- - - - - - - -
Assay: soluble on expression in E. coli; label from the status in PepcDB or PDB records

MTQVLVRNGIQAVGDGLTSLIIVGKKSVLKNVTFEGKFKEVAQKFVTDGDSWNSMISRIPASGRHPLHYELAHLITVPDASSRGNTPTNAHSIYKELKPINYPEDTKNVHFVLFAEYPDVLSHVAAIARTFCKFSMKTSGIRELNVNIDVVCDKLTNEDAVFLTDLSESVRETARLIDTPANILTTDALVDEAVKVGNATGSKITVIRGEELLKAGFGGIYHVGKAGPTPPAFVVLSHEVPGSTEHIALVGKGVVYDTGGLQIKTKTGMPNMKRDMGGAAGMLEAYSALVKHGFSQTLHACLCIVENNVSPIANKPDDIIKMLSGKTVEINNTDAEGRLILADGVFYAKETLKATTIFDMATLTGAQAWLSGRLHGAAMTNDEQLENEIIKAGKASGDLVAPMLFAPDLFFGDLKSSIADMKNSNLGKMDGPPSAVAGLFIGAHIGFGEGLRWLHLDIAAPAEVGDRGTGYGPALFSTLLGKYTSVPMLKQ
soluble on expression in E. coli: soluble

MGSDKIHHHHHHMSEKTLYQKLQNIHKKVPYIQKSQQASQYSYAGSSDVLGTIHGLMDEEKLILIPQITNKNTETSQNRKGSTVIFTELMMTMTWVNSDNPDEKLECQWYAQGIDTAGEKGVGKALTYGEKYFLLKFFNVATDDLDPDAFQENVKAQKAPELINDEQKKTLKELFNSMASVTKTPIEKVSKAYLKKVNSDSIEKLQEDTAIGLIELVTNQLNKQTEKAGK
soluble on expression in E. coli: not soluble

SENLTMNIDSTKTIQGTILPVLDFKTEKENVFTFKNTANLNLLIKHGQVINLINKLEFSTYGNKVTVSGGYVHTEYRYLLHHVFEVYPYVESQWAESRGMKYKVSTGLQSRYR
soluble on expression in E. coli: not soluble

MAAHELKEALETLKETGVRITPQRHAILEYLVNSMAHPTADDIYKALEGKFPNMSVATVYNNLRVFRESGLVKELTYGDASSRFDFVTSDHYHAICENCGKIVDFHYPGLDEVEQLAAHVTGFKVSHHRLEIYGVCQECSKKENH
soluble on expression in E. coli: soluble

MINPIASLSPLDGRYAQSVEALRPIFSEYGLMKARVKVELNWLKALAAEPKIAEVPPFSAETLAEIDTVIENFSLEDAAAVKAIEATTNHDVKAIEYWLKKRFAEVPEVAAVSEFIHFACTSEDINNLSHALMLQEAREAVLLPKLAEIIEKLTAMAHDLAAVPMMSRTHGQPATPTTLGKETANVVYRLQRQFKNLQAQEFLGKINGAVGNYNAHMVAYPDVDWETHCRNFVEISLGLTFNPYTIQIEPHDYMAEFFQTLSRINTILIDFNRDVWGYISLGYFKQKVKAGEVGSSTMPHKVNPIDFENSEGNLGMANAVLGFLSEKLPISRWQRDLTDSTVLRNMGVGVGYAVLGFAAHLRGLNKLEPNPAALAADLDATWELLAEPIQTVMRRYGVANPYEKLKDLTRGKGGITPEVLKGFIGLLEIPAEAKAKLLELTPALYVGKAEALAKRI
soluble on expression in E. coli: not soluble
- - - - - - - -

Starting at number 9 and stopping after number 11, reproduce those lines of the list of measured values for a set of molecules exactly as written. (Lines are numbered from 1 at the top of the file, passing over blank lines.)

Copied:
soluble on expression in E. coli: soluble

MINPIASLSPLDGRYAQSVEALRPIFSEYGLMKARVKVELNWLKALAAEPKIAEVPPFSAETLAEIDTVIENFSLEDAAAVKAIEATTNHDVKAIEYWLKKRFAEVPEVAAVSEFIHFACTSEDINNLSHALMLQEAREAVLLPKLAEIIEKLTAMAHDLAAVPMMSRTHGQPATPTTLGKETANVVYRLQRQFKNLQAQEFLGKINGAVGNYNAHMVAYPDVDWETHCRNFVEISLGLTFNPYTIQIEPHDYMAEFFQTLSRINTILIDFNRDVWGYISLGYFKQKVKAGEVGSSTMPHKVNPIDFENSEGNLGMANAVLGFLSEKLPISRWQRDLTDSTVLRNMGVGVGYAVLGFAAHLRGLNKLEPNPAALAADLDATWELLAEPIQTVMRRYGVANPYEKLKDLTRGKGGITPEVLKGFIGLLEIPAEAKAKLLELTPALYVGKAEALAKRI
soluble on expression in E. coli: not soluble